Briar Levit

Associate Professor at Portland State University

Director/Producer of Graphic Means

Collaborative Project with  Oswin Tickler,

Interview by:

Whitney Mokler 

April 20, 2020

W: Historically have you found yourself feeling the most creatively fulfilled by the work you do professionally or outside of that?

 

B: I have, yes. One of my first jobs was working for the Discovery Channel Store, which usually lived in malls and sold science related toys. I was making all of their signage and that lost its luster pretty quickly even though I was right out of school. I started making a zine with my friend and had an outside project within months of me starting that job. Once I got my job at Bitch Magazine I was juggling two jobs and living in these two spaces, one corporate and one very indie. I was feeling very fulfilled working at this feminist publication with really smart people who thought like I did. I didn't have total creative freedom because I had to work within the brand of Bitch, but I definitely had a lot of control. It was a place where I was meant to be; where I connected with the people I worked with politically and socially. It wasn't great financially, but I made it work. It was very fulfilling for me because I was learning constantly through the content I was reading and the experience I had working with my colleagues. I had the opportunity to commission all these amazing illustrators and learn about managing print in addition to designing the page layout for the magazine. It meant a lot for me to be able to work on a national project that had meaning to the people that were interacting with it.

W: What types of design or art do you partake in to fuel your need for creative outlet?

B: From an art perspective I think about a risograph print I made for a Bitch event which was about some of the early African American Suffragists. When I have time I like to work on outside projects. For example, one I did was about modular synths. Lately, I have been writing and researching. The last big design project that I worked on was making titles and collateral for my documentary film Graphic Means, which follows the history of graphic design. Design became the scaffolding for my research and that will be the case for the project I am working on now. It's a book of essays about women that most people haven't heard of in Graphic Design. Women who are not from the canon and incredibly popular, like Paula Scher or April Greiman, but women whose work we would recognize without having a name to attribute to the work. Examples would be women who were setting type with monotype machines or drawing the type for monotype and things like that. Along with the research I will have the ability to work on the designs and collateral for the project. That is the kind of stuff that excites me; pulling together content and designing the way that content will be interacted with. A hero of mine is Ellen Lupton because she writes her content and also shapes that visually. Louise Sandhaus is another who does her own research and designs the books she writes. I'm actually super excited to be collaborating on a project with her right now putting together a website that will be a crowdsourced digital archive of graphic design examples from throughout history. So, I get excited doing work on design and art related projects, but it's in a more meta, bigger picture, art directing kind of way. Over my career I have always worked on really content heavy projects.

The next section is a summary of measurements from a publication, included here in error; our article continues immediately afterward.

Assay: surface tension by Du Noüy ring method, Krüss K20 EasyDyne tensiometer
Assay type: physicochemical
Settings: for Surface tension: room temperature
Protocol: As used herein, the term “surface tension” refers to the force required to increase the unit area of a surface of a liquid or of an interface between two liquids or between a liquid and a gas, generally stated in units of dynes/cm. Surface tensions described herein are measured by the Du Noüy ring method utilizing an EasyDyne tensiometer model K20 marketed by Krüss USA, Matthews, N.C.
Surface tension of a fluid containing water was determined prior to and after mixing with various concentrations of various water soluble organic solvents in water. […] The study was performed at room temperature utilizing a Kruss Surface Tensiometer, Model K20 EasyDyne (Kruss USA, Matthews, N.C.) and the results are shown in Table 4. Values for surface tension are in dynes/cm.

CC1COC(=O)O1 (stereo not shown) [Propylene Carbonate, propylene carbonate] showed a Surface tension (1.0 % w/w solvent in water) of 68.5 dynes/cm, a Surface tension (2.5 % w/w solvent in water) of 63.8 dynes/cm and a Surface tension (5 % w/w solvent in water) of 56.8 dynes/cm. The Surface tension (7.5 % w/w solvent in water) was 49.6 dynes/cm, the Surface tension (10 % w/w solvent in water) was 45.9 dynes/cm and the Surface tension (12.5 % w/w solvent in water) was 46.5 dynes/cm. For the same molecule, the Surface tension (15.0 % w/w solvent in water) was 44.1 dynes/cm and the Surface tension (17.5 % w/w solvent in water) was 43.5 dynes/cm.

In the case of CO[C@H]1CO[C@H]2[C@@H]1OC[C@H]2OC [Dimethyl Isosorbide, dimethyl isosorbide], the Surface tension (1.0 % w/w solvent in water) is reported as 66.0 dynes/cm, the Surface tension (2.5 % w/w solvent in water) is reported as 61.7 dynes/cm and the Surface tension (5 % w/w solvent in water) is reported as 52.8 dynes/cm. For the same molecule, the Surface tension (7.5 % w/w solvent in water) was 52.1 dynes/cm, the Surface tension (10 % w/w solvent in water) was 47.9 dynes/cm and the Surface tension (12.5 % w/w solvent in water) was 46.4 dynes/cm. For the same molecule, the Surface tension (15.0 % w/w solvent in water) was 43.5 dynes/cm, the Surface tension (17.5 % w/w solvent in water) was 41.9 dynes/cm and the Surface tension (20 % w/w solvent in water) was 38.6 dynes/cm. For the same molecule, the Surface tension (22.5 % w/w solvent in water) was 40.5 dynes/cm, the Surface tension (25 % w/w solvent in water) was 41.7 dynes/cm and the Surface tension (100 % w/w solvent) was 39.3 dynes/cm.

W: How do you find your creative drive impacted by times of high stress? Including right now as we are in the midst of the COVID-19 pandemic?

B: This is a struggle for me, to be honest. I shut down quite a bit, myself, and end up reading or taking in other people’s creativity. That said, at times, I’m able to funnel my stress into work itself, which helps feed productivity, and therefore feeds my mood (upward). But this all varies, and I can’t predict it. During this pandemic, I’ve really been up and down. Having structure and commitments in my life helps tremendously—school, family, and existing professional collaborations.

W: What are 3 tips you have for finding creative inspiration/outlet when in isolation or a high stress environment?

    Make small projects and works. It feels good to finish just a little something—that perhaps you can give to someone?

    There are lots of ways you are creative that don’t involve pencils or a mouse. If for example, cooking feels good—embrace it! For me—I’m really enjoying working on my kid’s aquarium and daydreaming about decorating and caring for one of my own.

    Don’t worry if you aren’t creative today or tomorrow, for a week, or more! You’ve got to take care of yourself, and your loved ones. This is NOT an art retreat.

"There are lots of ways you are creative that don’t involve pencils or mouse."

W: My next question is, if you could create any project right now with unlimited time, energy, and resources, what would it be? But it sounds to me like you're already doing it.

B: I am. I'm already doing it now. The lucky thing about academia is that you get to work on the projects that you're the most excited about regularly.

W: Living the dream! That's where we all want to be.

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